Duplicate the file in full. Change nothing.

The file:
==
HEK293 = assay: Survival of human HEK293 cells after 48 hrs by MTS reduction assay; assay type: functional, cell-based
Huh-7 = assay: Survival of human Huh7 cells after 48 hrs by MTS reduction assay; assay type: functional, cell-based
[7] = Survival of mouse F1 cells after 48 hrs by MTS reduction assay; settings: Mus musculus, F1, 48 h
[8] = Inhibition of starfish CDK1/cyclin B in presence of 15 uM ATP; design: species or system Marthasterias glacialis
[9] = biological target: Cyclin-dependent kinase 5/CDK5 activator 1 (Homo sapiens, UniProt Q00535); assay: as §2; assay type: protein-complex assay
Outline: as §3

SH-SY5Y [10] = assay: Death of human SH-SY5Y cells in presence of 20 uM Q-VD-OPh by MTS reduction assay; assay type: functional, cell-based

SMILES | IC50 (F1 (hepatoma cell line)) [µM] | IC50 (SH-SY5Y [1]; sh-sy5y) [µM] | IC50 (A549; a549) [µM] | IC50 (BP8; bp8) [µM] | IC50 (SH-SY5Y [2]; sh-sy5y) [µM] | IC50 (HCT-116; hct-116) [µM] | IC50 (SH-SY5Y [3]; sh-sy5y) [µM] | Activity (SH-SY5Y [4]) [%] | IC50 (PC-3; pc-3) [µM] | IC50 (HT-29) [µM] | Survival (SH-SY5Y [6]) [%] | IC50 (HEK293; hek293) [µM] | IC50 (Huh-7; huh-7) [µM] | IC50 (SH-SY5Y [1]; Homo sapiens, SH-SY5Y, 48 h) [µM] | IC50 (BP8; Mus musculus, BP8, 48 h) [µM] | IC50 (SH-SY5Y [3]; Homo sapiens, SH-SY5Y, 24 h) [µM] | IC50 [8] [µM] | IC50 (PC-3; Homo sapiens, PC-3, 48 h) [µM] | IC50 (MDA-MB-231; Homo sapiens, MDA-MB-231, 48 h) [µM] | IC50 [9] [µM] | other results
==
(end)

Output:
HEK293 = assay: Survival of human HEK293 cells after 48 hrs by MTS reduction assay; assay type: functional, cell-based
Huh-7 = assay: Survival of human Huh7 cells after 48 hrs by MTS reduction assay; assay type: functional, cell-based
[7] = Survival of mouse F1 cells after 48 hrs by MTS reduction assay; settings: Mus musculus, F1, 48 h
[8] = Inhibition of starfish CDK1/cyclin B in presence of 15 uM ATP; design: species or system Marthasterias glacialis
[9] = biological target: Cyclin-dependent kinase 5/CDK5 activator 1 (Homo sapiens, UniProt Q00535); assay: as §2; assay type: protein-complex assay
Outline: as §3

SH-SY5Y [10] = assay: Death of human SH-SY5Y cells in presence of 20 uM Q-VD-OPh by MTS reduction assay; assay type: functional, cell-based

SMILES | IC50 (F1 (hepatoma cell line)) [µM] | IC50 (SH-SY5Y [1]; sh-sy5y) [µM] | IC50 (A549; a549) [µM] | IC50 (BP8; bp8) [µM] | IC50 (SH-SY5Y [2]; sh-sy5y) [µM] | IC50 (HCT-116; hct-116) [µM] | IC50 (SH-SY5Y [3]; sh-sy5y) [µM] | Activity (SH-SY5Y [4]) [%] | IC50 (PC-3; pc-3) [µM] | IC50 (HT-29) [µM] | Survival (SH-SY5Y [6]) [%] | IC50 (HEK293; hek293) [µM] | IC50 (Huh-7; huh-7) [µM] | IC50 (SH-SY5Y [1]; Homo sapiens, SH-SY5Y, 48 h) [µM] | IC50 (BP8; Mus musculus, BP8, 48 h) [µM] | IC50 (SH-SY5Y [3]; Homo sapiens, SH-SY5Y, 24 h) [µM] | IC50 [8] [µM] | IC50 (PC-3; Homo sapiens, PC-3, 48 h) [µM] | IC50 (MDA-MB-231; Homo sapiens, MDA-MB-231, 48 h) [µM] | IC50 [9] [µM] | other results